After promising that a Palestinian state would never be realized under his watch, newly elected Israeli prime minister Benjamin Netanyahu seemed to walk back that stance a bit in an interview.
Fighting for his political life last week, Netanyahu promised conservative Israeli voters that if reelected, he didn’t see the vaunted “two-state solution,” where the West Bank would be given to a new state of Palestine as part of a peace treaty, happening on his watch.
The Obama administration slammed his comments, and following his successful showing on Tuesday, the prime minister appeared to backtrack.
“I haven’t changed my policy,” he told MSNBC’s Andrea Mitchell on Thursday, saying he still believes in “a demilitarized Palestinian state that recognizes the Jewish state.”
“What has changed is the reality,” he said, saying Palestinian leaders work with Hamas and don’t truly desire peace. “Every territory that is vacated today in the Middle East is taken up by Islamist forces. We want that to change, so we can realize a vision of real, sustained peace.”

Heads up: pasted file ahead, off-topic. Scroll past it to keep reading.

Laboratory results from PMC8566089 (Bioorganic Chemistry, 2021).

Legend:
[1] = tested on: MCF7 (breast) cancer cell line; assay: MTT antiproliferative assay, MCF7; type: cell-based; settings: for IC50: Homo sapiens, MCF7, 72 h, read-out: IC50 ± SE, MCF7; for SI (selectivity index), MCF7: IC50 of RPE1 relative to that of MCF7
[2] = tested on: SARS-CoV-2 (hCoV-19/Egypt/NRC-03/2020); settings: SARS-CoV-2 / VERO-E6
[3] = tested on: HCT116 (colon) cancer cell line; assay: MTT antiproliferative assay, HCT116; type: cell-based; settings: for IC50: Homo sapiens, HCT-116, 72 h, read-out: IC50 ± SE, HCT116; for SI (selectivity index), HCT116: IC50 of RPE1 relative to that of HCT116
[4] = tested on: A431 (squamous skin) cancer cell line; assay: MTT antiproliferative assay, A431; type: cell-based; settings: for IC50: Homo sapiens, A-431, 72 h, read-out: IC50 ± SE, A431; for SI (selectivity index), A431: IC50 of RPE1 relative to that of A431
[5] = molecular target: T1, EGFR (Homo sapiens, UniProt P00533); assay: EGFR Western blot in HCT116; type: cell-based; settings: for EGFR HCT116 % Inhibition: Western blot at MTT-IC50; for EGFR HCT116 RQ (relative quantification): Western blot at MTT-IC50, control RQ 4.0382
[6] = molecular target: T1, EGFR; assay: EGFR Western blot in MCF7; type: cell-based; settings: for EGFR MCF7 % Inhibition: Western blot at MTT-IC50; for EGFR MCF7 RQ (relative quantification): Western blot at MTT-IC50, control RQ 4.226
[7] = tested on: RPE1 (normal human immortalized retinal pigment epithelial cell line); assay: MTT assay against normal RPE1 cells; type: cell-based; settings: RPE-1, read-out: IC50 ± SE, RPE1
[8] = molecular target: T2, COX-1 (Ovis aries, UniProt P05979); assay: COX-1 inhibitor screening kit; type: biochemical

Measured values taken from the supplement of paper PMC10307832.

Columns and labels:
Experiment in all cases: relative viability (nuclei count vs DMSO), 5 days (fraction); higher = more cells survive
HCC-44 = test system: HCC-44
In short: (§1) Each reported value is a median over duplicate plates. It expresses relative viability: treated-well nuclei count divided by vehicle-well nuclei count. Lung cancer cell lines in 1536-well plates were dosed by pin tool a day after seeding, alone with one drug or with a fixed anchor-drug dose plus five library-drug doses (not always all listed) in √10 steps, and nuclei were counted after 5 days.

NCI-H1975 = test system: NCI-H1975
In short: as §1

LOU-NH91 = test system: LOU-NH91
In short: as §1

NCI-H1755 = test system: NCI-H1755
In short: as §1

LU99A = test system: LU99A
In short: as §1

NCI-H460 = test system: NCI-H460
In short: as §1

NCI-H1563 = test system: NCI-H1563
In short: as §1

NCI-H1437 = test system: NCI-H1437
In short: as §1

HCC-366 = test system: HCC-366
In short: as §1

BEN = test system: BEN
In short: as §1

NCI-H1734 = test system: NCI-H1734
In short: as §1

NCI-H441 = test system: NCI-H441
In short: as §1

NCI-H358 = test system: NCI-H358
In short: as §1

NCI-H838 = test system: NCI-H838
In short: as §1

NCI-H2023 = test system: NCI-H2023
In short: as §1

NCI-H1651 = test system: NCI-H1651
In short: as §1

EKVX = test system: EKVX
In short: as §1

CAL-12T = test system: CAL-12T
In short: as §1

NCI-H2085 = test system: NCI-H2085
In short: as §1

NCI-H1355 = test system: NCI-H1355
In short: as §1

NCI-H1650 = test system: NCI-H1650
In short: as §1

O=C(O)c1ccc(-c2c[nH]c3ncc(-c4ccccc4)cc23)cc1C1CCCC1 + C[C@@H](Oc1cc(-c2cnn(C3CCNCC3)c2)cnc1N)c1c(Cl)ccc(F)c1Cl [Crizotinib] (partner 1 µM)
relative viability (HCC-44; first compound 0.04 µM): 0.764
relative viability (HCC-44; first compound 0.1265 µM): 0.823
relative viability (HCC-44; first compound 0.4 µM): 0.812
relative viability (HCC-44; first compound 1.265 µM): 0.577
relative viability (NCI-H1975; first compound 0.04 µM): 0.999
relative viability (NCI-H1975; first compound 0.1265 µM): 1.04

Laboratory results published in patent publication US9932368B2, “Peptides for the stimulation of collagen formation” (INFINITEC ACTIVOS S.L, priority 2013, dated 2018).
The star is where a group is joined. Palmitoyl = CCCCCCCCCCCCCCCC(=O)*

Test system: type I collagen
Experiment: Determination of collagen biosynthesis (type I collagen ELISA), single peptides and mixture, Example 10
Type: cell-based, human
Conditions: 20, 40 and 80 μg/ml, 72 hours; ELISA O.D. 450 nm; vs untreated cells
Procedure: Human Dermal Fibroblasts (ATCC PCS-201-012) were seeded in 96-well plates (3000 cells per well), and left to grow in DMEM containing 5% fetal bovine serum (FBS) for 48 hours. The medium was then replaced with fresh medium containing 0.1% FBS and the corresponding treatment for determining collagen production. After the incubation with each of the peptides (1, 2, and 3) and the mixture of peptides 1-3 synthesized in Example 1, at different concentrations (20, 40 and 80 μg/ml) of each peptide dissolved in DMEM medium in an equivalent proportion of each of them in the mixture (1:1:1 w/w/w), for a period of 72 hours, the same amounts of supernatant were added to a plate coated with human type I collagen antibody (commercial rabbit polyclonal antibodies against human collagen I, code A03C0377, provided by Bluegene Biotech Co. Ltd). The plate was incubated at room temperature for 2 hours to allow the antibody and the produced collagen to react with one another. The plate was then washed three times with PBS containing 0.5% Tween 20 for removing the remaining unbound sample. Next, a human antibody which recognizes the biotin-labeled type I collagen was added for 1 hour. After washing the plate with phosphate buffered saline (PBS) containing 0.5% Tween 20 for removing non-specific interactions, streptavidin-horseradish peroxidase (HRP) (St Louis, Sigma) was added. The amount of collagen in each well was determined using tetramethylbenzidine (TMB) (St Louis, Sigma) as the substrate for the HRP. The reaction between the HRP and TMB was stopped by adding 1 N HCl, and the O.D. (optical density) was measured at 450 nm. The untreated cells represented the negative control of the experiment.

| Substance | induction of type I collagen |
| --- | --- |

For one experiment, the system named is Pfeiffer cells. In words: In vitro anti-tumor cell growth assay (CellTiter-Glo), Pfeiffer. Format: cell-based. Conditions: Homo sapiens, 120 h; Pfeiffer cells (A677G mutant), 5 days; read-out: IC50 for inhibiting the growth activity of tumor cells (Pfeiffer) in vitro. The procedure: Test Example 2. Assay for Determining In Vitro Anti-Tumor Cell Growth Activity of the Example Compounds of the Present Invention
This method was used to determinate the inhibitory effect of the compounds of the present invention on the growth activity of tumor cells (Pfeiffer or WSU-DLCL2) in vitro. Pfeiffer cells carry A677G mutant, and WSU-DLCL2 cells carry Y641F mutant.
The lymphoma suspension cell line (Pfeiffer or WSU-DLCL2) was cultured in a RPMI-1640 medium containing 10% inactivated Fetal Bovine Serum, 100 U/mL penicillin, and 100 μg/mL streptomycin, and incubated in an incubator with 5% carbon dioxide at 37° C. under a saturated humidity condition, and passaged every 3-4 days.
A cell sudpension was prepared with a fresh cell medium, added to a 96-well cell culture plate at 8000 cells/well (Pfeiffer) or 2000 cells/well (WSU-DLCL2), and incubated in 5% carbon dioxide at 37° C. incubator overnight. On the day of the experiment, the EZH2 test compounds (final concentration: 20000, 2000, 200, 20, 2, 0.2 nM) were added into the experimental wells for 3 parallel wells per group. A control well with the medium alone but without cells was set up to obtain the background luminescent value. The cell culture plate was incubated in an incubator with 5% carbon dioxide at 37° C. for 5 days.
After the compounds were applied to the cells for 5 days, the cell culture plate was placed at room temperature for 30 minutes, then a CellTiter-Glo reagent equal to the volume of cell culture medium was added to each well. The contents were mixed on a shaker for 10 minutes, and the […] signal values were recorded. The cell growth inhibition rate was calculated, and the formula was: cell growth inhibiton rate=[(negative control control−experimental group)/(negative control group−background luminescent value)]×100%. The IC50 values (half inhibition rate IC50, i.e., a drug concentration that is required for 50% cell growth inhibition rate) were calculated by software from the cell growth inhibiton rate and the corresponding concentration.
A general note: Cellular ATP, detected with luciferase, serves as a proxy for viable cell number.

“I don’t want a one-state solution,” Netanyahu said. “I want a sustainable, peaceful, two-state solution. But for that, circumstances have to change.”
The prime minister also tempered comments he made about Arab-Israeli voters going to the polls on Election Day, after the White House and Western media commentators accused him of fomenting racial animus by noting in comments to his own party voters that Arab turnout was high.
“I am very proud to be the prime minister of all Israeli citizens — Arab and Jews alike,” he said. “I am proud that Israel is the one country in a very broad radius in which Arabs have free and fair elections. That’s sacrosanct. That will never change.”